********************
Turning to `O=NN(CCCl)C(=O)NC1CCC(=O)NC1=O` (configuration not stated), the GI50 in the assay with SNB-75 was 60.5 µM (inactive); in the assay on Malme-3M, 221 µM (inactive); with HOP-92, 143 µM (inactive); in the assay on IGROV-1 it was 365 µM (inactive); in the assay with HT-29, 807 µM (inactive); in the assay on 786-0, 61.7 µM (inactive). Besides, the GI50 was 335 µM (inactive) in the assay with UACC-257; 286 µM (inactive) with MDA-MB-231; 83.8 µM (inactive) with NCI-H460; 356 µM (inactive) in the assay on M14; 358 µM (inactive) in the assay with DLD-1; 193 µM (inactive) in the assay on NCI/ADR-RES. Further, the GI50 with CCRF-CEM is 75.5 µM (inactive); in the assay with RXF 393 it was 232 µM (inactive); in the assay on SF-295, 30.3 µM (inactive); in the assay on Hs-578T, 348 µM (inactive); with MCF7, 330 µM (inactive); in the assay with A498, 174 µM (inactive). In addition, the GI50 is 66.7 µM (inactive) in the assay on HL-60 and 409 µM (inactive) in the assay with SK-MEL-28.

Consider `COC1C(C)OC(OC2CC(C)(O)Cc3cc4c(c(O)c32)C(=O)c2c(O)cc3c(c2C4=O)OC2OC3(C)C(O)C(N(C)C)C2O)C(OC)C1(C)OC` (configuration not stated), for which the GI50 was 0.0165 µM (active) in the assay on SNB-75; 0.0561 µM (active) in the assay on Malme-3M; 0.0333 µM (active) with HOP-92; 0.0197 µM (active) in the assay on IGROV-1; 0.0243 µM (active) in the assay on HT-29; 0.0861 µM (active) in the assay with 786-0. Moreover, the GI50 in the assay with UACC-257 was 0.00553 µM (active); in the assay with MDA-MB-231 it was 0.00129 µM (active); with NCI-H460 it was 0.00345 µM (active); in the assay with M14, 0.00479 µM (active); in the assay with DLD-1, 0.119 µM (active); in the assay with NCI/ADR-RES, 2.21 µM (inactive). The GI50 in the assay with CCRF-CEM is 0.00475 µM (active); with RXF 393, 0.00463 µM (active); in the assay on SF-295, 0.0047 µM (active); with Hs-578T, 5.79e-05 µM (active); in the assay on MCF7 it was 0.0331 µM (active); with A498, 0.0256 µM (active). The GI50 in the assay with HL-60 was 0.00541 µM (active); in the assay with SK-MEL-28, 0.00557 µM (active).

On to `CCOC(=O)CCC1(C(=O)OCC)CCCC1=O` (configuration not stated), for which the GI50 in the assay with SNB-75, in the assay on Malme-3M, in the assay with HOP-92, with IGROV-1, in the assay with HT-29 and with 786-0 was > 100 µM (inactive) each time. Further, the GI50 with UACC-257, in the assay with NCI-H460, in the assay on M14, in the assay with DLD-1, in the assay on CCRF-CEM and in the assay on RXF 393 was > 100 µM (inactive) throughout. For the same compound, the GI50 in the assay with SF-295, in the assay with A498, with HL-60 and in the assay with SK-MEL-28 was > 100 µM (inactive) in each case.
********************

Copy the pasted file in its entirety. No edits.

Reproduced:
Turning to `O=NN(CCCl)C(=O)NC1CCC(=O)NC1=O` (configuration not stated), the GI50 in the assay with SNB-75 was 60.5 µM (inactive); in the assay on Malme-3M, 221 µM (inactive); with HOP-92, 143 µM (inactive); in the assay on IGROV-1 it was 365 µM (inactive); in the assay with HT-29, 807 µM (inactive); in the assay on 786-0, 61.7 µM (inactive). Besides, the GI50 was 335 µM (inactive) in the assay with UACC-257; 286 µM (inactive) with MDA-MB-231; 83.8 µM (inactive) with NCI-H460; 356 µM (inactive) in the assay on M14; 358 µM (inactive) in the assay with DLD-1; 193 µM (inactive) in the assay on NCI/ADR-RES. Further, the GI50 with CCRF-CEM is 75.5 µM (inactive); in the assay with RXF 393 it was 232 µM (inactive); in the assay on SF-295, 30.3 µM (inactive); in the assay on Hs-578T, 348 µM (inactive); with MCF7, 330 µM (inactive); in the assay with A498, 174 µM (inactive). In addition, the GI50 is 66.7 µM (inactive) in the assay on HL-60 and 409 µM (inactive) in the assay with SK-MEL-28.

Consider `COC1C(C)OC(OC2CC(C)(O)Cc3cc4c(c(O)c32)C(=O)c2c(O)cc3c(c2C4=O)OC2OC3(C)C(O)C(N(C)C)C2O)C(OC)C1(C)OC` (configuration not stated), for which the GI50 was 0.0165 µM (active) in the assay on SNB-75; 0.0561 µM (active) in the assay on Malme-3M; 0.0333 µM (active) with HOP-92; 0.0197 µM (active) in the assay on IGROV-1; 0.0243 µM (active) in the assay on HT-29; 0.0861 µM (active) in the assay with 786-0. Moreover, the GI50 in the assay with UACC-257 was 0.00553 µM (active); in the assay with MDA-MB-231 it was 0.00129 µM (active); with NCI-H460 it was 0.00345 µM (active); in the assay with M14, 0.00479 µM (active); in the assay with DLD-1, 0.119 µM (active); in the assay with NCI/ADR-RES, 2.21 µM (inactive). The GI50 in the assay with CCRF-CEM is 0.00475 µM (active); with RXF 393, 0.00463 µM (active); in the assay on SF-295, 0.0047 µM (active); with Hs-578T, 5.79e-05 µM (active); in the assay on MCF7 it was 0.0331 µM (active); with A498, 0.0256 µM (active). The GI50 in the assay with HL-60 was 0.00541 µM (active); in the assay with SK-MEL-28, 0.00557 µM (active).

On to `CCOC(=O)CCC1(C(=O)OCC)CCCC1=O` (configuration not stated), for which the GI50 in the assay with SNB-75, in the assay on Malme-3M, in the assay with HOP-92, with IGROV-1, in the assay with HT-29 and with 786-0 was > 100 µM (inactive) each time. Further, the GI50 with UACC-257, in the assay with NCI-H460, in the assay on M14, in the assay with DLD-1, in the assay on CCRF-CEM and in the assay on RXF 393 was > 100 µM (inactive) throughout. For the same compound, the GI50 in the assay with SF-295, in the assay with A498, with HL-60 and in the assay with SK-MEL-28 was > 100 µM (inactive) in each case.